Announced: “Charles A.A. Dellschau – American Visionary” @ Stephen Romano Gallery


Stephen Romano Gallery is very pleased to announce an exhibition of historical importance:

Charles A.A. Dellschau (1830 – 1923): American Visionary December 17 – February 15 2016
Opening reception December 17 2015

Stephen Romano Gallery is very pleased to announce an exhibition of historic importance: CHARLES A.A. DELLSCHAU (1830 – 1923) AMERICAN VISIONARY.
This will be the third solo exhibition ever mounted of the works of Charles Dellschau since his death in 1923. The exhibition is curated by Stephen Romano, whom produced the recent monograph on the art and life of Charles A.A. Dellschau, designed by Marquand Books and distributed by DAP.image

The art of Charles Dellschau is included in such prestigious collections as the American Folk Art Museum, The High Museum, Atlanta, The Philadelphia Museum of Art, The Museum Of Everything, London, The Menill Collection, Houston, The San Antonio Museum, TX, The Witte Museum, TX, The Kohler Art Foundation, Wisconsin, ABCD Art Collection, Paris. Dellschau’s works were recently featured in the NY Times in a review of an exhibition at the Morbid Anatomy Museum in Brooklyn NY.

In the fall of 1899, Charles A.A. Dellschau (1830-1923), a retired butcher from Houston, embarked on a project that would occupy him for more than 20 years. What
began as an illustrated manuscript recounting his experiences in the California Gold Rush became an obsessive project resulting in 12 large, hand-bound books with more than
2,500 drawings related to airships and the development of flight. Dellschau’s designs resemble traditional hot air balloons augmented with fantastic visual details, collage and text.
The hand-drawn “Aeros” were interspersed with collaged pages called “Press Blooms,” featuring thousands of newspaper clippings related to the political events and technological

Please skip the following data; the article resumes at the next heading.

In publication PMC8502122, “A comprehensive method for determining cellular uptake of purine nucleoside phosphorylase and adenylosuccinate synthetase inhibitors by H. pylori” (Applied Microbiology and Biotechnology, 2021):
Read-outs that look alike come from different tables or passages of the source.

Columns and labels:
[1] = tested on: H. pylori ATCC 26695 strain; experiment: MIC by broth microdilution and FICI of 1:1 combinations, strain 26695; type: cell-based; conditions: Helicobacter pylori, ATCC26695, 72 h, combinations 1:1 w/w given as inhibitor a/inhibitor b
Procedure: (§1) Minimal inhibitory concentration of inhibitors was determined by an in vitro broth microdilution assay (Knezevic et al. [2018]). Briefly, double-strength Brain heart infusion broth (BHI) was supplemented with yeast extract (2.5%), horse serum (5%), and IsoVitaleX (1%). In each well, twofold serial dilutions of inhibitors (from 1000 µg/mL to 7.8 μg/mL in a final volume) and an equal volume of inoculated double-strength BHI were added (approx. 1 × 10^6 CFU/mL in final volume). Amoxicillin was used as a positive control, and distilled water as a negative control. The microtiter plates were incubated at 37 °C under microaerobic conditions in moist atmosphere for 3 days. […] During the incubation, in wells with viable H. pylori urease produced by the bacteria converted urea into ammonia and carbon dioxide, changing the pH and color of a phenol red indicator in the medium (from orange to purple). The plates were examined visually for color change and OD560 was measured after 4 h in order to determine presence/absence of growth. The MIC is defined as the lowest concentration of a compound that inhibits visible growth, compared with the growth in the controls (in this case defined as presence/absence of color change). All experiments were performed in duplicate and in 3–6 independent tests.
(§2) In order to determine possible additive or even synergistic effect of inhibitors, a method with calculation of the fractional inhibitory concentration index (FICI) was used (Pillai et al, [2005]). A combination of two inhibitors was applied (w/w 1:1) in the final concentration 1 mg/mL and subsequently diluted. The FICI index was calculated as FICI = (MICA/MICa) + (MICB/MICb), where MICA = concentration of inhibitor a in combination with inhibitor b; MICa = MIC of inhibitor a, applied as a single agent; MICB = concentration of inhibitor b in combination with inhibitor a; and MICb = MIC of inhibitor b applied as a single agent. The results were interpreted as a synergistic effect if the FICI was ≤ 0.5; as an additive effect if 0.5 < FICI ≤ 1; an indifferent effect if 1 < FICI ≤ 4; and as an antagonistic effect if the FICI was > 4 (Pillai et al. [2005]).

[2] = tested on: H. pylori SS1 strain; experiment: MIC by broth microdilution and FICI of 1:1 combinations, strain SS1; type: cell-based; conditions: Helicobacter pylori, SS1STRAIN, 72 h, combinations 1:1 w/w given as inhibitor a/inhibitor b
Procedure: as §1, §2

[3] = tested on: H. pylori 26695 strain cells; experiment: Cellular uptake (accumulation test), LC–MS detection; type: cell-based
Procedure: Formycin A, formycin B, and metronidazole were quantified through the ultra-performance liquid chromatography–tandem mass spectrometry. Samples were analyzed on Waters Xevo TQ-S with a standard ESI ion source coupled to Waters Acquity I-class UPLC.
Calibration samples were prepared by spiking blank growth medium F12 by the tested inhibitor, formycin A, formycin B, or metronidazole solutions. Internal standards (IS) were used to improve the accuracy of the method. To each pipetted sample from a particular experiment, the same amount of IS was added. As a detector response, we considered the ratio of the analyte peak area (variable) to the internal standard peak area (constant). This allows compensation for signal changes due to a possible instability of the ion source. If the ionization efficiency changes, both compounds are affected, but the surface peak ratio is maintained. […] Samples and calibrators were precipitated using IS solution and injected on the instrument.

advances of the period.


After the artist’s death in 1923, the books were stored in the attic of the family home in Houston. In the aftermath of a fire in the 1960s, they were dumped on the sidewalk and salvaged
by a junk dealer. Eight made their way into the collections of the San Antonio Museum of Art, the Witte Museum and the Menil Collection; the remainder were sold to a private
collector. Dellschau’s works have since been collected by numerous other museums. These private works were not created for the art world, but to satisfy a driving internal creative force.

For further information, please contact Stephen Romano at

This show to run concurrently with “Hieroglyphica”, a group exhibition opening Thursday December 17.

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Stephen Romano Gallery

117 Gratten Street Suite 112(corner of Porter & Harrison)

Brooklyn, NY 11237


Author: c_priority

artist / curator / slap tagger @ GSWW ~ Principal @ ladderandkey

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